Only an hour’s train from the ability to purchase a Will&Kate Commemorative Pennant, Glitter Globe or Ashtray!
Blogging and writing are both behind. I’ve had writing dates with kathrynrose in the past two weeks, but it’s tough to make the time without a hard outside deadline. I’m hoping this will change as my last “official” gig this year ended Sunday. I’m fleeing to my dearest friend’s home to write five days a week where I am not reachable by phone.
I spent the last few days in the USA looking at and buying literary magazines. I’m interested in building my resume as a potential guest faculty member, for which one needs publication. However, many—most—lit mags don’t pay, and while I’ll suck up a few of those as part of my learning process, I’m sure as hell not paying to submit. No, not even “$3 which we hope is offset by not having the costs of printing and mailing.” Dude, you want to PACKAGE MY PRODUCT AND SELL IT. The artist still has to pay for paint. Even reality television covers lodging and per diem.
Definitely Not The Opera (Canadian radio show) turned down my pitch for their “moment you realized you loved/hated your job” show, with a charming form email that was actually pretty nicely written and funny. And I’m still on the pitch list, so I’m going to keep submitting until they instruct me to stop.
Neither I nor any of my friends won the Lascaux Flash Fiction prize. Boo! I’m heading over to read as many entries as I can, though, as I’d like to get a sense of what makes good flash fiction. Hopefully I’ll either think, “These judges are crazy, no wonder I didn’t win” or “Ahhhhhh….that’s what it’s supposed to be like!”
And my application for a residency at the artist colony Yaddo was a no. I suspected as much—I think they’re looking for people with a “name” or a cool factor that I don’t have. On the up side, this means I can go write somewhere NOT in freezing upstate New York in March. Thailand, maybe?
MAGIC Magazine (the periodical for
Guys Who Spent Their Adolescence in the Basement Feverishly Sleighting Coins Magicians) purchased my essay “Reality”, originally entered in LJ Idol for the prompt “The Straw That Stirs the Drink.” They approached me after the piece went mildly viral, so it’s not really a “submission” per se, but I say it counts! It's in the October issue.
For general reference, after they asked me if they could use it, my response included the phrase, “What rights are you looking for, and what rate does MAGIC pay authors?”. Remember, IT’S OK TO ASK TO BE PAID. It wasn’t a huge sum, but my work is worth something, and it’s important for writers to be compensated, even an honorarium.
OPPORTUNITY OF THE WEEK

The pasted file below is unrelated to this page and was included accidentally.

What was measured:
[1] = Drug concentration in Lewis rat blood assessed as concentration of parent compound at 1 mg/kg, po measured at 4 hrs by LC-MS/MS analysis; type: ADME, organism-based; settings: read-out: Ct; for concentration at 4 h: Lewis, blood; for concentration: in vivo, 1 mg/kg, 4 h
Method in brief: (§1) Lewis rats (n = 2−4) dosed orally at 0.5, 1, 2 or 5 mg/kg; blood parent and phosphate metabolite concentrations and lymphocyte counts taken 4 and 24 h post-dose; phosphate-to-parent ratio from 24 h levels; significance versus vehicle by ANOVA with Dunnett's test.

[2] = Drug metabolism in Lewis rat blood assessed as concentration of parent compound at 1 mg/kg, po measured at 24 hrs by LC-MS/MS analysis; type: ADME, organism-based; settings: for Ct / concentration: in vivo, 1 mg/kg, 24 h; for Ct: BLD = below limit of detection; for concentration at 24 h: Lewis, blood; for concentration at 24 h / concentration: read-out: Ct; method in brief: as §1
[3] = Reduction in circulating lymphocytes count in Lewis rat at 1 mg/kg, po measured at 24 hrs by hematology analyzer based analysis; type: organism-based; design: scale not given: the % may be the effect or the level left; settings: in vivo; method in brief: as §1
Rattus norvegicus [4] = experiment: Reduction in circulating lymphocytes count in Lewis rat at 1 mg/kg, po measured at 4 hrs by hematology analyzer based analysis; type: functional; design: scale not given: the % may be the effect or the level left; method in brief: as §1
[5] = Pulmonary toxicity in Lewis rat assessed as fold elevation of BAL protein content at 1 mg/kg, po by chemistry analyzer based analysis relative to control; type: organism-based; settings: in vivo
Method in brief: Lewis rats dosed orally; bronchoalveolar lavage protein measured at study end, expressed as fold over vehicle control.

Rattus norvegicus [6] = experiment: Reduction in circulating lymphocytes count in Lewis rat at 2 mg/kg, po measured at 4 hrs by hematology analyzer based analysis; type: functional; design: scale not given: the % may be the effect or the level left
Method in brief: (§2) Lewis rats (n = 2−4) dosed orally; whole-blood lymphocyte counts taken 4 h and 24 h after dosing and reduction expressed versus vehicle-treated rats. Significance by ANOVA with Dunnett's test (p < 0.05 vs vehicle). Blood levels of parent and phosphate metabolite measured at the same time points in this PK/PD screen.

The Baltimore Review is looking for short pieces. As per their website,
“Flashbulb memories” are vivid recollections, brief windows into moments in time: a scene, an experience, or a state of being. Such memories tend to be more accurate than most, seared as they are inside the mind. When told as short, short stories, such memorable events or observations can make for compelling nonfiction: To the point. Yet haunting afterwards. The pieces in our flash nonfiction or micro-memoir feature, titled Sprints, capture this sense of memory and experience in fewer than 750 words, with an eye to the universal tale told well.
Their current reading period closes November 30; check out their online literary magazine (they do paper once a year) and their complete submission guidelines.
ME ME ME ME ME: THIS WEEK’S SUBMISSION(S)
I’m trying to focus hard on radio, and I sent in two more pitches to Definitely Not the Opera, a Canadian show. This week’s theme is Rites of Passage, and I sent something about getting my driver’s license and a version of the Kalighat story I wrote for LJ Idol.
My big submission this week is for a small newspaper in New Jersey that’s hearkening back to the days of the Saturday Evening Post; they’re looking for one-shot or serialized pieces, specifically science fiction.
They pay. And I think I have a piece that’s right, that’s one I’ve been meaning to revise and this is a good reason to do that.
Referred by another writer, to whom I’d recommended contests they would be right for. What goes around comes around. Go, karma!
The Wolf (LJ Idol piece for “Once Upon a Time”), with revisions addressing the main issues commentors pointed out. Thanks so much, and for critique.
And then I hit Send. WHICH IS LIKE WALKING INTO A HIPSTER COFFEE SHOP AND ASKING NON-IRONICALLY IF YOU CAN PUT UP A BRITNEY SPEARS CONCERT POSTER AND WOULD ANYONE THERE LIKE SOME FREE TICKETS.
LINK OF THE WEEK
What Defines Writing Success?
Personally I think writers struggle to define success because there’s always another hill to climb. It’s a “perk” of being a writer. Published your first book? You feel successful until no one bites on your second book. Had a column in a magazine? You’re riding the high life until you’re asked to write your farewell piece. But it’s this lack of a clear definition of success that keeps us motivated and thirsty and driven to accomplish more.
Brian Klems discusses this question and invites comment—and one of the commentors will be chosen to write a blog for Writers’ Digest.
How will you know your writing is a success?